(ACT Party media release)
“The collapse in New Zealand’s health system has been a long time coming and is part of a gradual decline in New Zealand’s prosperity,” says ACT’s Deputy Leader and Health spokesperson Brooke van Velden.
“The closing of the border was the straw that broke the camel’s back. Data collected by ACT shows that in recent years New Zealand has been training 40 per cent fewer medical professionals per capita than Australia.
“New Zealand’s healthcare system is training less, paying less and harder to access than first world comparators. Is it any wonder our health system is in crisis?
“The vultures are circling as New Zealand loses its first world status. The Government of Victoria is aggressively advertising for nurses to cross the ditch, and with the higher pay available nurses will continue to leave.
“People like to think of New Zealand as a first world country but our income figures tell a different story. Until we have a government focussed on economic growth we will continue to see tragedies in our health system.
“As an immediate fix for staffing shortages ACT would provide all occupations on the ‘Green List’ a fast-track to residency by removing the ‘work to residence’ divide and simplify the Accredited Employer Work Visa scheme by abolishing labour market tests, wage rules, and make it easier for migrants to move between accredited employers.
“It’s time to get real on the health crisis. Make it easier for medical professionals to come to New Zealand, and focus on growing the economy so we can afford to pay for a first world health system. If we don’t New Zealand will keep slipping behind the rest of the world.”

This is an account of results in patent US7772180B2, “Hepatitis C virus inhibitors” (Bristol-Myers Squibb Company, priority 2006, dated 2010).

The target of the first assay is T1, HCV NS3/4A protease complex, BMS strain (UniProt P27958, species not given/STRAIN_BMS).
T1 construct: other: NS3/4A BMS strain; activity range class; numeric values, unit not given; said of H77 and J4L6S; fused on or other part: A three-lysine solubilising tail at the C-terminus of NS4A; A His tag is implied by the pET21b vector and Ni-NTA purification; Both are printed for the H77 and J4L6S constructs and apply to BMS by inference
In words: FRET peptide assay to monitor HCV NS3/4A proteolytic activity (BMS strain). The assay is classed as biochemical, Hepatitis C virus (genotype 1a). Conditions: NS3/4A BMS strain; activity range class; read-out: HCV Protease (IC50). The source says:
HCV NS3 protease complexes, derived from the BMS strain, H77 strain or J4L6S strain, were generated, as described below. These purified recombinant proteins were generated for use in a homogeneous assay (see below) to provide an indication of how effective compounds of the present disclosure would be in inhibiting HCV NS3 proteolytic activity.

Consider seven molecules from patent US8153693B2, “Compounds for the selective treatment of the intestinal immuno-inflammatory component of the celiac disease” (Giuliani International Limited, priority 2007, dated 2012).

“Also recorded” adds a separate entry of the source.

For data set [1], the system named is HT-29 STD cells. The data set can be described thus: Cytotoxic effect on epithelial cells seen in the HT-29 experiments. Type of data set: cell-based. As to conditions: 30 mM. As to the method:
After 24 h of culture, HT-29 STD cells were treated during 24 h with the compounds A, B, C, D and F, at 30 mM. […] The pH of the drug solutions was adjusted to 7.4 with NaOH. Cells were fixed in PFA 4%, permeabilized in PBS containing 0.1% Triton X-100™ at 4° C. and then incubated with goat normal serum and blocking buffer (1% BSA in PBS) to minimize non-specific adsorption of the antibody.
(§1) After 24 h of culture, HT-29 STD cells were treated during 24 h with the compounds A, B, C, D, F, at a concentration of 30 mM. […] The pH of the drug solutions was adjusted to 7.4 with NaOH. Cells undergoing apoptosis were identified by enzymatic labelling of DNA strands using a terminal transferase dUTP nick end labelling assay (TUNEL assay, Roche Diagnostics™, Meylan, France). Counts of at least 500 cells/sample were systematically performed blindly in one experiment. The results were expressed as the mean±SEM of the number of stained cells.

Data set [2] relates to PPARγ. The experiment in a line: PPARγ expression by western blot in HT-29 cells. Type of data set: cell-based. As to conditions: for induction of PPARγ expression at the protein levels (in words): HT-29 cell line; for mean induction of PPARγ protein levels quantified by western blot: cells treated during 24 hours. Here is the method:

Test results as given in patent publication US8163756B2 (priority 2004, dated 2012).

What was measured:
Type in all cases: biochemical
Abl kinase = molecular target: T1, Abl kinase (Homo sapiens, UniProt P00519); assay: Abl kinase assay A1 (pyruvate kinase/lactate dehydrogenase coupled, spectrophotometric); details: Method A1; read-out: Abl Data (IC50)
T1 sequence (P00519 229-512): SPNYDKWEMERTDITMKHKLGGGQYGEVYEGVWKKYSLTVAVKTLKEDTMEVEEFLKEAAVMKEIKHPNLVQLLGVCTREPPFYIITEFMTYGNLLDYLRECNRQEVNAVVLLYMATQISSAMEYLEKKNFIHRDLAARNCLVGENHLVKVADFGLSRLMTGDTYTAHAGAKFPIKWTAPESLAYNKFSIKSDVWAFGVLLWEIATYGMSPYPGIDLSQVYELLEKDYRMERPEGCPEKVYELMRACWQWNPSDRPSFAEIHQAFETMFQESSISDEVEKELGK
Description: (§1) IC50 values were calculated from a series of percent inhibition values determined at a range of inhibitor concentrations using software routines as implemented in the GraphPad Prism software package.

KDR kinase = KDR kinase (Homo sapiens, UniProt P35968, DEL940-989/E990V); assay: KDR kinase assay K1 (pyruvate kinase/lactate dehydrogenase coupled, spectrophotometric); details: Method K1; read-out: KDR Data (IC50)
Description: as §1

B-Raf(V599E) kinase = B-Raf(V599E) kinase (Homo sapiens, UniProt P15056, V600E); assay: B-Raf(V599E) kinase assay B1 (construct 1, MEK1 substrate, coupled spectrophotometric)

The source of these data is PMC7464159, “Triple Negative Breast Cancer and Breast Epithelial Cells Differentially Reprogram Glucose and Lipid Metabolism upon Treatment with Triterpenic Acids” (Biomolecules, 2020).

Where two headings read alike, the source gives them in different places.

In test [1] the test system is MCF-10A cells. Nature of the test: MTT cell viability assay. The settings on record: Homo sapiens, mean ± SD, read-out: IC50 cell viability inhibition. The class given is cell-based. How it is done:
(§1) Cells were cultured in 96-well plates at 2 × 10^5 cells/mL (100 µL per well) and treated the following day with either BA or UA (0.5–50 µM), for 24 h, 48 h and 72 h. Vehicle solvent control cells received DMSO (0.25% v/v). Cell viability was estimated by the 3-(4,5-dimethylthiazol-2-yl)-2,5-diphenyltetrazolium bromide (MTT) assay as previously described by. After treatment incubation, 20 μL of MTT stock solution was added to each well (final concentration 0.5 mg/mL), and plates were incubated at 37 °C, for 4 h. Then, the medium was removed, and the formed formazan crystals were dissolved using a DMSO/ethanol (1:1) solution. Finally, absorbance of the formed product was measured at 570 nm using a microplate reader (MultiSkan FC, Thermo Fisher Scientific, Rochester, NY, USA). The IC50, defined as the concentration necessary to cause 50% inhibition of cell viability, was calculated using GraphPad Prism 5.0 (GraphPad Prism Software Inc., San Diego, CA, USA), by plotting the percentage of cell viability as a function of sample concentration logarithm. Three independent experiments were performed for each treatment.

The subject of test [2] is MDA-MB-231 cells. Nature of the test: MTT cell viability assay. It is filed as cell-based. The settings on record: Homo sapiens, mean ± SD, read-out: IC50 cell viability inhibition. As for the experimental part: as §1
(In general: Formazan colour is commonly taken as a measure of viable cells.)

This is a huge problem around the country including in Waikanae. Just yesterday a reader wrote to us saying: “[There is a] lack of doctors here in Waikanae. My doctor only works one day a week at Mahara Health, very seldom I need one, but did last week. I posted my view on Facebook to learn there are so many people what can’t get into a medical centre as their books are full. A new centre, Matauranga in Tongariro Street, Paraparaumu won’t take patients outside of their zone. This I heard from my neighbour who has just moved here. I have no idea how to entice extra doctors up here but something needs to be done.”
Like most professionals, Doctors will come to Waikanae for lifestyle reasons above anything else. But there is a big nationwide shortage of them as the ACT statement says. This isn’t helped by many of them heading to Australia for better pay and conditions. On TV1’s Sunday program a small contingent of people trying to entice Texas doctors to Jacindaland were shown talking to groups in Dallas, but the reporter conceded that they get better pay where they are. It’s also hard to imagine, as the program suggested, that their need to send patients wanting abortions to other states where they are legal is a sufficient reason for them to come to Jacindaland.